The man who boasted California's biggest public pension isn’t giving it up without a fight.
The California Public Employees’ Retirement System cut former Vernon city administrator Bruce Malkenhorst’s annual pension from more than $500,000 to $115,000 after he was convicted of misappropriating public funds, and now Malkenhorst is demanding Vernon make up the difference.
Join us at 9 a.m. when we talk with Times reporter Ruben Vives about the 78-year-old Malkenhorst’s novel argument to try and recapture some of the money CalPers said he received improperly.
Vernon now faces a potentially costly legal battle as attorneys face off with the city’s one-time power broker, who was considered for years the highest paid official in the country.
It could turn into a test case for other officials who have seen their hefty pensions cut back by CalPERS.
Malkenhorst's attorneys have already presented hundreds of pages of exhibits as evidence of what he says are the city’s vows to fund his rich pension. In the suit, Malkenhorst describes his pension as a promise from the city based on his “highest earnings at Vernon.” He notes that eight years ago, when CalPERS first raised issues about his pension, the city supported Malkenhorst. That changed last year, he said, when CalPERS finally reduced his pension.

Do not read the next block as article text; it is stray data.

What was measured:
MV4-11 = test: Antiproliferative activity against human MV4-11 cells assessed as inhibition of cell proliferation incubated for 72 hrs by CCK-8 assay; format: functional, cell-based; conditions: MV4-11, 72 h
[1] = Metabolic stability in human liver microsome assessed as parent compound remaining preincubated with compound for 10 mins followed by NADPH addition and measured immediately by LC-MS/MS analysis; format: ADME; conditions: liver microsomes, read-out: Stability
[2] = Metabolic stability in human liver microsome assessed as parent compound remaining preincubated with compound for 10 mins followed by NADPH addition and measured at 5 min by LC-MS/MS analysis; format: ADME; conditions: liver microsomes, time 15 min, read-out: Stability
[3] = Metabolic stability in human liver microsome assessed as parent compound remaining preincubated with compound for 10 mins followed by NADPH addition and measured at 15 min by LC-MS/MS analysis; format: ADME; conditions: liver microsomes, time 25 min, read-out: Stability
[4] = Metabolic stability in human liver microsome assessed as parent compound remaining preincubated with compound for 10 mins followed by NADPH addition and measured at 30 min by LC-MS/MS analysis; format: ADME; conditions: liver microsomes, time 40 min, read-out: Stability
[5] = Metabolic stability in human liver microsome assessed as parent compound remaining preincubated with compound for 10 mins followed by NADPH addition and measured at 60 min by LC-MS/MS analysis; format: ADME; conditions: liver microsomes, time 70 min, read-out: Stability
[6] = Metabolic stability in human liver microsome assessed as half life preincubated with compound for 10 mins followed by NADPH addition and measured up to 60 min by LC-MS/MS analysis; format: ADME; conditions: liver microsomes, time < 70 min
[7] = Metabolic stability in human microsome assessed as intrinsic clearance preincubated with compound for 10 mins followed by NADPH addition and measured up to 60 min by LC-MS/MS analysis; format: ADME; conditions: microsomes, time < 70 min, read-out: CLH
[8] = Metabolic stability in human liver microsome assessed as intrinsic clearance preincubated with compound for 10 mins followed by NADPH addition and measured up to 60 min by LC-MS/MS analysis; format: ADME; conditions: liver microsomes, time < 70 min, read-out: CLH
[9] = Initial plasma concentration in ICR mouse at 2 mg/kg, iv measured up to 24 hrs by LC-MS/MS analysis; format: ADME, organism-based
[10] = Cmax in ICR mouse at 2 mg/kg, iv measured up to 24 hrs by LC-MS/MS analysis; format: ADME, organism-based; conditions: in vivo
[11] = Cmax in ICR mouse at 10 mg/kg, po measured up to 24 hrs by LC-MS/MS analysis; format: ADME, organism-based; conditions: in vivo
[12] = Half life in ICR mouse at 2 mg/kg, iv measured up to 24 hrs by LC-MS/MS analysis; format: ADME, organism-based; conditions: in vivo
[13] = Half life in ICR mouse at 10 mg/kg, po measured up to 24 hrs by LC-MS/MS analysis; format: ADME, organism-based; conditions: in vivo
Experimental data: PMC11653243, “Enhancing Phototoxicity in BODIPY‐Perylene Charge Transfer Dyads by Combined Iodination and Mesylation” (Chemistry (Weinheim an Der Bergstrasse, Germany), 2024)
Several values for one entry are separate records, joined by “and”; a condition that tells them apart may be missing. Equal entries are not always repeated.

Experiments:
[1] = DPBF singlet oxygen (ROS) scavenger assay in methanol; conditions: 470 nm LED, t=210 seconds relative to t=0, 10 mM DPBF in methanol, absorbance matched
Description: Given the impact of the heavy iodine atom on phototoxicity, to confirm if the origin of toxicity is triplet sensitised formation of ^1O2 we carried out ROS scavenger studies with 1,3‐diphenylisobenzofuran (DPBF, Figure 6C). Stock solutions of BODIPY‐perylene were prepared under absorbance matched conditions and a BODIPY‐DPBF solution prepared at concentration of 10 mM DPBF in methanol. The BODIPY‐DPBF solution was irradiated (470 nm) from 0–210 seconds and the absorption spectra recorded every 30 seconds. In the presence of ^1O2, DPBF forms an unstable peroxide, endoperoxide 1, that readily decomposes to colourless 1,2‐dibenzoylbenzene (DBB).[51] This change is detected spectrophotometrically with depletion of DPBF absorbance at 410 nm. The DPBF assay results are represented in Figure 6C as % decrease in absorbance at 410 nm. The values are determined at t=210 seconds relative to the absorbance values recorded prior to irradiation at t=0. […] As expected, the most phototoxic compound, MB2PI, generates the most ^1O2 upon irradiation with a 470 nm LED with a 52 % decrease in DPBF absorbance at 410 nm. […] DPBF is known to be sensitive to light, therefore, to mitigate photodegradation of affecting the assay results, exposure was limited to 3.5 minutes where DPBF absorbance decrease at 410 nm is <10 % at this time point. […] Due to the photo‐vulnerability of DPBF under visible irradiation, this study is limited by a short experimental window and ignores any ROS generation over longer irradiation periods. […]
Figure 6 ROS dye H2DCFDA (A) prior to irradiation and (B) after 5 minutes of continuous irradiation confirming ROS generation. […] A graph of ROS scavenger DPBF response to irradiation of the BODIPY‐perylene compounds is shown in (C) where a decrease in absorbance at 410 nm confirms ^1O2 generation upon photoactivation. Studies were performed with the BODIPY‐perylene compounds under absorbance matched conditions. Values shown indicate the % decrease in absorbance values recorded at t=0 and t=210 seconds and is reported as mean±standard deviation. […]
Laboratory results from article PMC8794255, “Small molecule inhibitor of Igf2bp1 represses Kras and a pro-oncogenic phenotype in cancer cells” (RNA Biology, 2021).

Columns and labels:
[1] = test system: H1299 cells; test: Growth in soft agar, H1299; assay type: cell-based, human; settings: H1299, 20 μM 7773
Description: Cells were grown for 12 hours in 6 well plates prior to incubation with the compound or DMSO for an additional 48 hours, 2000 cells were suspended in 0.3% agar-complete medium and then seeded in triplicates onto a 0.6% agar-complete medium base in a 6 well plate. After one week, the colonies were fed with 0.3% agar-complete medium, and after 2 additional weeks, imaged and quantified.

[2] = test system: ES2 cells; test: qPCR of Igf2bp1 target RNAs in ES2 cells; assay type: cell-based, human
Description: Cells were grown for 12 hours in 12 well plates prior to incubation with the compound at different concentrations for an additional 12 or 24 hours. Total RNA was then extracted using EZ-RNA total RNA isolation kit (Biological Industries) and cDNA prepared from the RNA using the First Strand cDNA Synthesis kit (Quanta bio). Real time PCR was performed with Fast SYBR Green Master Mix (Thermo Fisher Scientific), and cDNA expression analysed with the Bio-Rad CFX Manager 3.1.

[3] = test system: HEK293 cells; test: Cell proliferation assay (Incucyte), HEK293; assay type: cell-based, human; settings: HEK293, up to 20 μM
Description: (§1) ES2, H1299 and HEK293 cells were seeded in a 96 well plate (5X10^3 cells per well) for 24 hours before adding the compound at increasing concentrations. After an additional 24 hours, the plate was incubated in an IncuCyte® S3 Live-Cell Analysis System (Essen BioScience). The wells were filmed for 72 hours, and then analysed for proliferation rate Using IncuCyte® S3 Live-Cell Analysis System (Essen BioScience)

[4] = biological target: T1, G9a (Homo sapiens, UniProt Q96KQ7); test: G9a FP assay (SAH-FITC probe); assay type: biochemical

Vernon officials argue Malkenhorst got paid more than enough and isn’t owed anything more from the city.
CalPERS alleges that Vernon improperly boosted Malkenhorst’s retirement benefits, arguing his pension was “illegally based on unpublished pay rates, overtime and an inflated longevity allowance.” Though Malkenhorst held as many as 10 positions during his 29-year tenure in the city government, CalPERS determined that only his pay as city clerk was properly reported for purposes of his pension.
Malkenhorst filed two lawsuits to prevent his state pension from being reduced. He lost both suits but is appealing.
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